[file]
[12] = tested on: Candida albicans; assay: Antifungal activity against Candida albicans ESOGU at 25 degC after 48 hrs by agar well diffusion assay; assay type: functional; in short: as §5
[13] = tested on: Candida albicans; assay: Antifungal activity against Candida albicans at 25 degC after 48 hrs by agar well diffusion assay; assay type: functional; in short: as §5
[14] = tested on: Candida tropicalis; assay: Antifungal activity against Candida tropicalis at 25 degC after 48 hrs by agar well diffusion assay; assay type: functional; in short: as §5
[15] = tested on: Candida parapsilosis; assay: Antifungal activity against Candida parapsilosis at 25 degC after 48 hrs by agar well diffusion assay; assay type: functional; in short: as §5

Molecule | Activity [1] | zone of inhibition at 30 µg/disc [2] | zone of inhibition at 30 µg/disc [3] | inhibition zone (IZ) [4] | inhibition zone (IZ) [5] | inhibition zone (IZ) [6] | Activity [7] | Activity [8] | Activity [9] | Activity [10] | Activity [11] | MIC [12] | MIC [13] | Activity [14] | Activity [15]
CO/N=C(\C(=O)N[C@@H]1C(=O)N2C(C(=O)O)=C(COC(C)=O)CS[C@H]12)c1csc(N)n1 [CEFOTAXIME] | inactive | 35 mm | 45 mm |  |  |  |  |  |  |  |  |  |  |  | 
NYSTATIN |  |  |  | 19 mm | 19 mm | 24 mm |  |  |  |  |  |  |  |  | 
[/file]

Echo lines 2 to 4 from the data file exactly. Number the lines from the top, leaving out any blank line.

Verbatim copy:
[13] = tested on: Candida albicans; assay: Antifungal activity against Candida albicans at 25 degC after 48 hrs by agar well diffusion assay; assay type: functional; in short: as §5
[14] = tested on: Candida tropicalis; assay: Antifungal activity against Candida tropicalis at 25 degC after 48 hrs by agar well diffusion assay; assay type: functional; in short: as §5
[15] = tested on: Candida parapsilosis; assay: Antifungal activity against Candida parapsilosis at 25 degC after 48 hrs by agar well diffusion assay; assay type: functional; in short: as §5